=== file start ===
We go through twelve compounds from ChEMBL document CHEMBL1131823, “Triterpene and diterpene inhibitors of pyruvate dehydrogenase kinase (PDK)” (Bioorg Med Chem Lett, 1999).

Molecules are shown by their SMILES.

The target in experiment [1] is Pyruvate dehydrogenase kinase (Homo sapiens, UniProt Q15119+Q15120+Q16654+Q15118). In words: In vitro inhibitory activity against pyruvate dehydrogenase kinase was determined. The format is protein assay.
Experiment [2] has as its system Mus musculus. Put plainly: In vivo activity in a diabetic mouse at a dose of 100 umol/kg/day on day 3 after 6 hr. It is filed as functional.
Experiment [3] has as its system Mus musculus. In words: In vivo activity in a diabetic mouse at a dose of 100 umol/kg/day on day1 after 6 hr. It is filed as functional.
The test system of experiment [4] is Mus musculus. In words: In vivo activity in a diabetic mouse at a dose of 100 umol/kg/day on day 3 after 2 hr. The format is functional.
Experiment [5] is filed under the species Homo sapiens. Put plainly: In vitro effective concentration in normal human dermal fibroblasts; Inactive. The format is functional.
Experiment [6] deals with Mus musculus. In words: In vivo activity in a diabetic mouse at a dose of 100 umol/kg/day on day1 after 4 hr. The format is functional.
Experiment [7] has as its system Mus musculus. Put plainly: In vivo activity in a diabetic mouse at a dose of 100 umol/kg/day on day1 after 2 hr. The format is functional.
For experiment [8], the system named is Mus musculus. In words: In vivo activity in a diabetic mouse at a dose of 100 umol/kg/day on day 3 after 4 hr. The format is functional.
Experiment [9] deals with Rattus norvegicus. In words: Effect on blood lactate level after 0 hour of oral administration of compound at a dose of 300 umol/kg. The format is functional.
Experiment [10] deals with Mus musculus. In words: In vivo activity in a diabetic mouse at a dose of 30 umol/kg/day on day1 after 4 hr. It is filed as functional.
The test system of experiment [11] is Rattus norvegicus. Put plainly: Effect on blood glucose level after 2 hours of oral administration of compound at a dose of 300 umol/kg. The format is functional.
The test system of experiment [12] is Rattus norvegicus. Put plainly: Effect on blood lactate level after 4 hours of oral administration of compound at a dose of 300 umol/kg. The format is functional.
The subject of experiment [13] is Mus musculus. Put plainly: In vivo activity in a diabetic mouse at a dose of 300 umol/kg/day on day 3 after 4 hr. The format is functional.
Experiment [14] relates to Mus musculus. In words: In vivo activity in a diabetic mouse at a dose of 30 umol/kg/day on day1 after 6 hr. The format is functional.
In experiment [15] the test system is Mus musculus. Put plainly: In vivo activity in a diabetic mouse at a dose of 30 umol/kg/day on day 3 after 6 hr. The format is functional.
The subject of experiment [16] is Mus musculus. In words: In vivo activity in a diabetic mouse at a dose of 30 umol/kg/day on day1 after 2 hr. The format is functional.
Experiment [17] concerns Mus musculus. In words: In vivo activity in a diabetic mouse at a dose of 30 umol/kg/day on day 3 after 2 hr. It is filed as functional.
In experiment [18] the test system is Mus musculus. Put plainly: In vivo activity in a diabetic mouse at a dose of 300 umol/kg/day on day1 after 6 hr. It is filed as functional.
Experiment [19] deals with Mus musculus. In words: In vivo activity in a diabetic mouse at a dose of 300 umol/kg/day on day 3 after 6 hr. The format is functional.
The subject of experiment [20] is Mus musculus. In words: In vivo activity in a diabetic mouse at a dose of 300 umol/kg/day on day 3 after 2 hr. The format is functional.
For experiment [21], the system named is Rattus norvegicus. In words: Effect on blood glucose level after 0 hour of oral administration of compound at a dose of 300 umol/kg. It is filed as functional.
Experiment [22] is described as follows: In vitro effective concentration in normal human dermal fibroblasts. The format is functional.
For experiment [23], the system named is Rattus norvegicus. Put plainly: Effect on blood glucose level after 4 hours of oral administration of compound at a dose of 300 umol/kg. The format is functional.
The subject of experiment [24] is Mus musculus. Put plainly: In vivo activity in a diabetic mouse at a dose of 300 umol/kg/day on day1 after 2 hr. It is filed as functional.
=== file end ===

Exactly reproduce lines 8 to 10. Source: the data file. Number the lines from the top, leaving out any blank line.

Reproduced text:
Experiment [6] deals with Mus musculus. In words: In vivo activity in a diabetic mouse at a dose of 100 umol/kg/day on day1 after 4 hr. The format is functional.
Experiment [7] has as its system Mus musculus. Put plainly: In vivo activity in a diabetic mouse at a dose of 100 umol/kg/day on day1 after 2 hr. The format is functional.
For experiment [8], the system named is Mus musculus. In words: In vivo activity in a diabetic mouse at a dose of 100 umol/kg/day on day 3 after 4 hr. The format is functional.